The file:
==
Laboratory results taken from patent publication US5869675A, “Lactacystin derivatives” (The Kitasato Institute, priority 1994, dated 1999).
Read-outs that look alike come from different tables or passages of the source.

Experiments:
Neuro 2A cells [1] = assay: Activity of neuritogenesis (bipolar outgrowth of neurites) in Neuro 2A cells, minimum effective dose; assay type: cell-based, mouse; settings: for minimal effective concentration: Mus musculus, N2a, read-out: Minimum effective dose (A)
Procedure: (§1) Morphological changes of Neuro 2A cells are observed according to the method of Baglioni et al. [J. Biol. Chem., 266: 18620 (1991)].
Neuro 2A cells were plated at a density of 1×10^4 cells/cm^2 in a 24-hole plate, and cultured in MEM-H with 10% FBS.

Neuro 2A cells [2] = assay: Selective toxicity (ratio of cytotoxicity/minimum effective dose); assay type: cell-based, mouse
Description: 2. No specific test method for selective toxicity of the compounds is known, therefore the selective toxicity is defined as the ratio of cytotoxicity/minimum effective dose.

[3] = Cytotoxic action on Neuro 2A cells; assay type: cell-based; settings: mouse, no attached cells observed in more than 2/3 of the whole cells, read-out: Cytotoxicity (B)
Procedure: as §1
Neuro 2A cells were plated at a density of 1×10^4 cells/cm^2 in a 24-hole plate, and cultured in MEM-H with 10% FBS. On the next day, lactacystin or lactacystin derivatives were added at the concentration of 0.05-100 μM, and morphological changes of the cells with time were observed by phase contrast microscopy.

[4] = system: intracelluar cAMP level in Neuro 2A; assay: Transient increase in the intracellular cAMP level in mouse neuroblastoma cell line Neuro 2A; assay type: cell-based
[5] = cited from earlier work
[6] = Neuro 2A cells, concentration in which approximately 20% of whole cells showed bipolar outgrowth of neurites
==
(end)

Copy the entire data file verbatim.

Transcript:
Laboratory results taken from patent publication US5869675A, “Lactacystin derivatives” (The Kitasato Institute, priority 1994, dated 1999).
Read-outs that look alike come from different tables or passages of the source.

Experiments:
Neuro 2A cells [1] = assay: Activity of neuritogenesis (bipolar outgrowth of neurites) in Neuro 2A cells, minimum effective dose; assay type: cell-based, mouse; settings: for minimal effective concentration: Mus musculus, N2a, read-out: Minimum effective dose (A)
Procedure: (§1) Morphological changes of Neuro 2A cells are observed according to the method of Baglioni et al. [J. Biol. Chem., 266: 18620 (1991)].
Neuro 2A cells were plated at a density of 1×10^4 cells/cm^2 in a 24-hole plate, and cultured in MEM-H with 10% FBS.

Neuro 2A cells [2] = assay: Selective toxicity (ratio of cytotoxicity/minimum effective dose); assay type: cell-based, mouse
Description: 2. No specific test method for selective toxicity of the compounds is known, therefore the selective toxicity is defined as the ratio of cytotoxicity/minimum effective dose.

[3] = Cytotoxic action on Neuro 2A cells; assay type: cell-based; settings: mouse, no attached cells observed in more than 2/3 of the whole cells, read-out: Cytotoxicity (B)
Procedure: as §1
Neuro 2A cells were plated at a density of 1×10^4 cells/cm^2 in a 24-hole plate, and cultured in MEM-H with 10% FBS. On the next day, lactacystin or lactacystin derivatives were added at the concentration of 0.05-100 μM, and morphological changes of the cells with time were observed by phase contrast microscopy.

[4] = system: intracelluar cAMP level in Neuro 2A; assay: Transient increase in the intracellular cAMP level in mouse neuroblastoma cell line Neuro 2A; assay type: cell-based
[5] = cited from earlier work
[6] = Neuro 2A cells, concentration in which approximately 20% of whole cells showed bipolar outgrowth of neurites